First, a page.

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Tejano West Texas

Tejano West Texas
by Arnoldo De León

College Station: Texas A&M University Press, 2015.
192 pp. $30.98 cloth.

Reviewed by
Maria Angela Diaz

Arnoldo De León’s most recent book, Tejano West Texas, seeks to fill a significant gap in the literature of Texas history and the history of Mexican Americans. As De León argues, Texas and Tejano historians have treated Mexican Americans in West Texas as peripheral to events in the centers of Tejano life such as the Rio Grande Valley and San Antonio. With this book, De León sheds light on a neglected aspect of Texas history, the role of Mexican Americans or “Tejanos” in the settlement and development of West Texas. Tejano West Texas begins in the eighteenth century and ends in the twentieth. The book is comprised of eleven chapters, each one being an article that De León wrote during his long career as a professor of history at Angelo State University.

   Clearly, De León hopes to spark an interest in the history of the Tejanos of West Texas. This is a task that De León has accomplished admirably. Each chapter showcases many of the events of West Texas Tejano history that provide further understanding of the lives of Mexican Americans throughout the state. Occasionally, De León adds an interesting counter point to the experiences of Mexicans Americans in some of the more traditional “Tejano homelands” such as South Texas. Some of the more notable chapters focus on specific events such as a school walkout or a sheep shearers’ strike. Due to the fact that each chapter began as a separate article, some of the information and source materials presented are repetitive, and the book lacks a significant discussion of the place of Mexican American women in West Texas. Additionally, some of the chapters that were clearly written several decades ago tend to use outdated language and concepts. All of this aside, the book is an excellent starting point from which further studies of Mexican and Mexican Americans in West Texas will undoubtedly spring.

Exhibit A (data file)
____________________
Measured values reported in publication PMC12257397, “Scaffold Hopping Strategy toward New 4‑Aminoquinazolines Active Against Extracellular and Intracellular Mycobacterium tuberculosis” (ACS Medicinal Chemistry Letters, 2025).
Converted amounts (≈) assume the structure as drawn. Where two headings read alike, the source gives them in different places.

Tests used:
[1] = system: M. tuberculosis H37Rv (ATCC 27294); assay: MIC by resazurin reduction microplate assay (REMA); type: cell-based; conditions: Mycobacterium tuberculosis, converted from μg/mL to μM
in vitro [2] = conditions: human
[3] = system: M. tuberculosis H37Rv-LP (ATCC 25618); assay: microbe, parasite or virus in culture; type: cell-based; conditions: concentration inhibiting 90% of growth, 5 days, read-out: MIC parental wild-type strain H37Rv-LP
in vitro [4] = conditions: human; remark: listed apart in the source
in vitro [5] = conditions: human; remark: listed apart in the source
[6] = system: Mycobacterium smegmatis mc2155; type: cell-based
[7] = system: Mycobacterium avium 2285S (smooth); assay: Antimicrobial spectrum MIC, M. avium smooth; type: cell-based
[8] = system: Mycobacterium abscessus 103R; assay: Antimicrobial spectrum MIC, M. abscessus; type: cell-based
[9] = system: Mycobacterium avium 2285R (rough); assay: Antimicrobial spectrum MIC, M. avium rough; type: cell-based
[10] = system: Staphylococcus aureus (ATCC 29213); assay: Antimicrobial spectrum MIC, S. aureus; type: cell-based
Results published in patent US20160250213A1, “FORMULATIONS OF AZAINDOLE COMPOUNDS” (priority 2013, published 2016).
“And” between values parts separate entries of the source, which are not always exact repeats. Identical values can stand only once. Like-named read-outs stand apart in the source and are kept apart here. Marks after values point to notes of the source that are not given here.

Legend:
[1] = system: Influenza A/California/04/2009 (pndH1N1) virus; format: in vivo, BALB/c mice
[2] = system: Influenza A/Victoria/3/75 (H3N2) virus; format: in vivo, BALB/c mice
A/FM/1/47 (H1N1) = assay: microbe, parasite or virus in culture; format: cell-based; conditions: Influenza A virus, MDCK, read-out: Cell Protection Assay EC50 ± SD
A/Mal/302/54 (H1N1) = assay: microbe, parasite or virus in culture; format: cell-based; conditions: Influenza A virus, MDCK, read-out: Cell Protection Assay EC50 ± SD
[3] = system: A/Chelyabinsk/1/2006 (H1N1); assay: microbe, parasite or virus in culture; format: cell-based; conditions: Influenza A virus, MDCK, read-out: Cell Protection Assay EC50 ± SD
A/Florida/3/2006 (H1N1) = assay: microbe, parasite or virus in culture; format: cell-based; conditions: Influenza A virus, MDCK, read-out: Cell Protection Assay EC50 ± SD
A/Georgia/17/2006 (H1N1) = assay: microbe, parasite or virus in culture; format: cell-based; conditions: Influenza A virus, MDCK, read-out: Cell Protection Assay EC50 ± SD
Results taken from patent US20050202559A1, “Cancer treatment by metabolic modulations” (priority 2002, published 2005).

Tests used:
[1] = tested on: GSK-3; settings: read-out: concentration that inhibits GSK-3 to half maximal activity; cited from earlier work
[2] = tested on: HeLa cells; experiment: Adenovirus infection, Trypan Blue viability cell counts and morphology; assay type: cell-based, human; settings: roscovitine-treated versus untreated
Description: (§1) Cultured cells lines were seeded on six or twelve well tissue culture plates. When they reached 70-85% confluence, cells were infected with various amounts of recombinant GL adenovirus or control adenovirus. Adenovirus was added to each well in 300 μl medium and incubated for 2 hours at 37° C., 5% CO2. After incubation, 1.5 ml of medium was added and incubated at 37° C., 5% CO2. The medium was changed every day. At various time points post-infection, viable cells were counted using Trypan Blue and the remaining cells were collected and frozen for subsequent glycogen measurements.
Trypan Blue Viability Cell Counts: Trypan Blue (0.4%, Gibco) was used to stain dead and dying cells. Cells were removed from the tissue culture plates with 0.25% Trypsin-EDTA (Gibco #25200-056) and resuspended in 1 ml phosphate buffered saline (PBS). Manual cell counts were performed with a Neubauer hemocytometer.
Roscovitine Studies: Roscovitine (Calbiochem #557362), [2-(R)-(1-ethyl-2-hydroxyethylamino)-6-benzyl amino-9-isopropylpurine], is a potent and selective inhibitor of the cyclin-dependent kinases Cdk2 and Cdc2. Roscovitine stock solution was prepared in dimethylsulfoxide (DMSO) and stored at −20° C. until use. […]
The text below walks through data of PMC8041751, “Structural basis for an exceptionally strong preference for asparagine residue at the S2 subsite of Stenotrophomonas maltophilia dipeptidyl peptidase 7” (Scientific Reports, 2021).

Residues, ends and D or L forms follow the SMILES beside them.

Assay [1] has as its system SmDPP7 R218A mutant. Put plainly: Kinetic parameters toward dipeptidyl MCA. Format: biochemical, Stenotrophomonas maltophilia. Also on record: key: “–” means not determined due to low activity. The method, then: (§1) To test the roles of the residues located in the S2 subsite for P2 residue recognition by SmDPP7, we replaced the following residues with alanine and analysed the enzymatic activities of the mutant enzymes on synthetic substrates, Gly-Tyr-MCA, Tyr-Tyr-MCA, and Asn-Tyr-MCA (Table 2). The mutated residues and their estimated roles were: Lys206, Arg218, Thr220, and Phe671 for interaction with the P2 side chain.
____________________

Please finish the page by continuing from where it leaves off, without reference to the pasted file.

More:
De León begins with defining the region that is the subject of the book. De León defines “West Texas” as the area made up of Edwards Plateau belt and the Trans-Pecos region. It spans a swath of territory from the 100th meridian west toward Hudspeth County. West Texas is not home to massive cities, rather most of the cities such as San Angelo, Del Rio, Midland, and Odessa could be classified as midsized communities. Thus, the region is and has been primarily rural. The rurality of West Texas plays a significant role in the history of Mexican Americans.

   The book begins by addressing the original Spanish settlements in West Texas such as La Junta de los Rios, which was established in the 1770s. Settlers struggled with the isolation and rough conditions of the region. They fought against hunger, disease, and competition from Native Americans. Anglos did not begin moving into the region until the mid-nineteenth century. As in other parts of Texas, Anglos relied on the pobladores of West Texas to learn how to survive in the rough country. They built alliances with the Mexican American families that had constructed farms and ranches there. It was in the 1880s that these alliances broke down and the place of Mexican Texans began to shift from prominent political and economic power brokers to largely an oppressed workforce. De León cites the growth of Anglo presences as the main reason for this. Yet, this shift in power also occurred because the Tejanos of West Texas did not have the seats of Mexican American political power that could be found in other parts of the state such as San Antonio. Further, Mexican Americans in West Texas lacked the professional and political training needed to keep pace with the demographic growth of Anglos. What kept Mexican American communities together and what allowed them persevere throughout the centuries was “lo mexicano,” the cultural traditions at the heart of Tejano communities that linked them to other Tejanos in Texas and Mexicans in Mexico. These traditions were kept alive by the Tejanos that lived there and the continual influx of immigrants from Mexico reinvigorated them with each passing generation.

   By the dawn of the twentieth century, Anglo hostility toward Mexican Americans and the onset of segregation constricted the economic growth of Mexican American communities throughout the region. Many Tejanos worked as ranch hands, sheep herders and shearers, and migrant agricultural workers. Despite the poverty that affected these communities, Mexican Americans consistently attempted to fight back against their oppression. In 1910, Mexican Americans in San Angelo protested efforts to segregate Mexican American children in separate schools. In 1934, sheep shearers unionized and organized a strike against sheep ranchers for higher wages and fairer contract practices. Both the walkout against the school and the sheep shearer strike did not succeed. However, as De León notes, they were examples of Mexican American perseverance. De León also describes the role of Mexican Americans from West Texas in World War II and the Korean War. He ends by discussing the lives of political and social activists, Eva Camúñez Tuker and Maria Cardenas.

   Arnoldo De León’s Tejano West Texas seeks to open up new avenues of study focusing on Mexican American history in the region of West Texas, and he has done an excellent job of showing new pathways for research in this area.


Maria Angela Diaz is received her doctorate from the University of Florida in 2013. She is the Postdoctoral Teaching Fellow in Texas history at Texas Tech University.